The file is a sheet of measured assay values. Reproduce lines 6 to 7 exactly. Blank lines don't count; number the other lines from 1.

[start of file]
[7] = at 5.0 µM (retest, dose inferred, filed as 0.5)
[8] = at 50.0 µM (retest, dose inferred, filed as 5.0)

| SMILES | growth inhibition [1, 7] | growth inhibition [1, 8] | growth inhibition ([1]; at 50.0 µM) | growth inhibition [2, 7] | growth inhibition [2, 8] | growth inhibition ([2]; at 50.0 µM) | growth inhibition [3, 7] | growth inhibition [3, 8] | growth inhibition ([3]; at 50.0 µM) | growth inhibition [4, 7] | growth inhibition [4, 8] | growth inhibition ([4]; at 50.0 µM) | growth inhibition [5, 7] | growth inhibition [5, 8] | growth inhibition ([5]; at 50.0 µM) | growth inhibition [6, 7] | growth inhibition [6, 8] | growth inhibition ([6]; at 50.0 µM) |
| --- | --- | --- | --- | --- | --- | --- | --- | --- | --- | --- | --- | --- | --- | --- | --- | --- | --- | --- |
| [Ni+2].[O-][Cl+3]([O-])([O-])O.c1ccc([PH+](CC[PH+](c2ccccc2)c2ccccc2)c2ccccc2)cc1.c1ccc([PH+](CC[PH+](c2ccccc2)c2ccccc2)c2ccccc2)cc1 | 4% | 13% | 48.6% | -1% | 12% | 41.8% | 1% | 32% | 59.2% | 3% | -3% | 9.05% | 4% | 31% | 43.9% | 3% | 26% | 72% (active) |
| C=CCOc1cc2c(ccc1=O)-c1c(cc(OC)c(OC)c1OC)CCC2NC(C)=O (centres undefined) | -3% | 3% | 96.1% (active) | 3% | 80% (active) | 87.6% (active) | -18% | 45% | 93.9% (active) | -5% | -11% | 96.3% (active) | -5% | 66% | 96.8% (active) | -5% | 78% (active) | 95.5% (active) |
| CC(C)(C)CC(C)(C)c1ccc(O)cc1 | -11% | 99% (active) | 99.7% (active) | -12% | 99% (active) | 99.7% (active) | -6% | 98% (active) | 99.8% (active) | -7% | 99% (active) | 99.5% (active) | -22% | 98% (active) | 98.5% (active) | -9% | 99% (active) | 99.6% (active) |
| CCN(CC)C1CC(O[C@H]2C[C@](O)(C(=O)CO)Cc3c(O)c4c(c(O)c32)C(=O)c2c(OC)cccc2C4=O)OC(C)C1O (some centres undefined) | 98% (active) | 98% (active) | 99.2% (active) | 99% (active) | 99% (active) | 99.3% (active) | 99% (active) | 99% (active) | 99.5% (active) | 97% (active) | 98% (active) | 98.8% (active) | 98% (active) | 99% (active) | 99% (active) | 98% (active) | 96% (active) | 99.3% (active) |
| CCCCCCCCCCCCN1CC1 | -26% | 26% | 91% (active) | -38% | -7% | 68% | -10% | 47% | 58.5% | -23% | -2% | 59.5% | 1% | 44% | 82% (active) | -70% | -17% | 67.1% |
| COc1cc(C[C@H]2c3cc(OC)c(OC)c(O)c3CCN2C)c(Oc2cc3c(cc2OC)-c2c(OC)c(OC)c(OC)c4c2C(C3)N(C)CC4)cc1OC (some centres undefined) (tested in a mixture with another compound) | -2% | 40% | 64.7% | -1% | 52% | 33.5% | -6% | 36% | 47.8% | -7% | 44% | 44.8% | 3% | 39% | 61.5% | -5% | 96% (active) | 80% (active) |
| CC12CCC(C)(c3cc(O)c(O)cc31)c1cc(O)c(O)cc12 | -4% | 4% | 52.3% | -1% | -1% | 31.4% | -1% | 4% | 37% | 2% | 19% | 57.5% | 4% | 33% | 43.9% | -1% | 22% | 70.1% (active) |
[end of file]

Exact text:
| C=CCOc1cc2c(ccc1=O)-c1c(cc(OC)c(OC)c1OC)CCC2NC(C)=O (centres undefined) | -3% | 3% | 96.1% (active) | 3% | 80% (active) | 87.6% (active) | -18% | 45% | 93.9% (active) | -5% | -11% | 96.3% (active) | -5% | 66% | 96.8% (active) | -5% | 78% (active) | 95.5% (active) |
| CC(C)(C)CC(C)(C)c1ccc(O)cc1 | -11% | 99% (active) | 99.7% (active) | -12% | 99% (active) | 99.7% (active) | -6% | 98% (active) | 99.8% (active) | -7% | 99% (active) | 99.5% (active) | -22% | 98% (active) | 98.5% (active) | -9% | 99% (active) | 99.6% (active) |